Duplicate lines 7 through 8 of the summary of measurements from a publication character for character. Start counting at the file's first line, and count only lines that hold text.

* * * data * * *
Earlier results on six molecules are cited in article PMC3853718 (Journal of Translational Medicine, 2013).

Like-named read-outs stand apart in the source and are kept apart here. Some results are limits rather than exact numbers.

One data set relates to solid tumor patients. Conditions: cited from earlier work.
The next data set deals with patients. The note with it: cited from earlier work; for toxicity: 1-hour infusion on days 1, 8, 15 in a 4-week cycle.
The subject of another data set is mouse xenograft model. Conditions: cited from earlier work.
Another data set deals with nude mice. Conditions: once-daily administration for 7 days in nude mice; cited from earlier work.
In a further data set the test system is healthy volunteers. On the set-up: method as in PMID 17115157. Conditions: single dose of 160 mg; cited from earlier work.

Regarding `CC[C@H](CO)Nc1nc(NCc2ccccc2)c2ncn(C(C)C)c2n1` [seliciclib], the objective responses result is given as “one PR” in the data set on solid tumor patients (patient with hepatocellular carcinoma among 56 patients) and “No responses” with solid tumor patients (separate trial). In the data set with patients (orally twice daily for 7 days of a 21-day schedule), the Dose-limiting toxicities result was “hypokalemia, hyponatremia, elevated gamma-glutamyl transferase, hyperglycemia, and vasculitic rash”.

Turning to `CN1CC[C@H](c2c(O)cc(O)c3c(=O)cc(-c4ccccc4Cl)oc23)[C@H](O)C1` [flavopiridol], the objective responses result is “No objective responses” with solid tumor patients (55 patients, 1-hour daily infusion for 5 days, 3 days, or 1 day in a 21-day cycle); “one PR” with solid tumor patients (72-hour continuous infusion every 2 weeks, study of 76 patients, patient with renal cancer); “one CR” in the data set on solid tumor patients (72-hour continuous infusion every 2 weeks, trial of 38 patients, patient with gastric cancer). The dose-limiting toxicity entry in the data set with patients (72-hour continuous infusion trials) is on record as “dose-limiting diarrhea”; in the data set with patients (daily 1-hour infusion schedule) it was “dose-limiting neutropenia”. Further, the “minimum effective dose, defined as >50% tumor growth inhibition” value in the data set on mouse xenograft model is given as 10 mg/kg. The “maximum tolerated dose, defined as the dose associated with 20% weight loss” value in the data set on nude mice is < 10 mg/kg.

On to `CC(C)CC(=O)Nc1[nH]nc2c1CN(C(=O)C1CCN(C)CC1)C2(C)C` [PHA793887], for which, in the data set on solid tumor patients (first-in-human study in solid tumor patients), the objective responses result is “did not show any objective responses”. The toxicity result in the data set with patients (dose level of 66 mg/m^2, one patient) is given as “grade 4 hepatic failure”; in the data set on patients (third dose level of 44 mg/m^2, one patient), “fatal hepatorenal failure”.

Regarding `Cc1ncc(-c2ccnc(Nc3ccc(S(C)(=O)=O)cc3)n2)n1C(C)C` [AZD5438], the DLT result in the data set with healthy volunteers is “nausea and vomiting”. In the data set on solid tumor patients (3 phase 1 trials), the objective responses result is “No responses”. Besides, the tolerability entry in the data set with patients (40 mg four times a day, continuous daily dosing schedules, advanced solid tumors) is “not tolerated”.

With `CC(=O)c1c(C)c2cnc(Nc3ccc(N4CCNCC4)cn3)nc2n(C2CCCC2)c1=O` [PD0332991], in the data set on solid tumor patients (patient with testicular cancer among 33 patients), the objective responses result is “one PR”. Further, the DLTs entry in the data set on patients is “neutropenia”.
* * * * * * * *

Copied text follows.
In a further data set the test system is healthy volunteers. On the set-up: method as in PMID 17115157. Conditions: single dose of 160 mg; cited from earlier work.

Regarding `CC[C@H](CO)Nc1nc(NCc2ccccc2)c2ncn(C(C)C)c2n1` [seliciclib], the objective responses result is given as “one PR” in the data set on solid tumor patients (patient with hepatocellular carcinoma among 56 patients) and “No responses” with solid tumor patients (separate trial). In the data set with patients (orally twice daily for 7 days of a 21-day schedule), the Dose-limiting toxicities result was “hypokalemia, hyponatremia, elevated gamma-glutamyl transferase, hyperglycemia, and vasculitic rash”.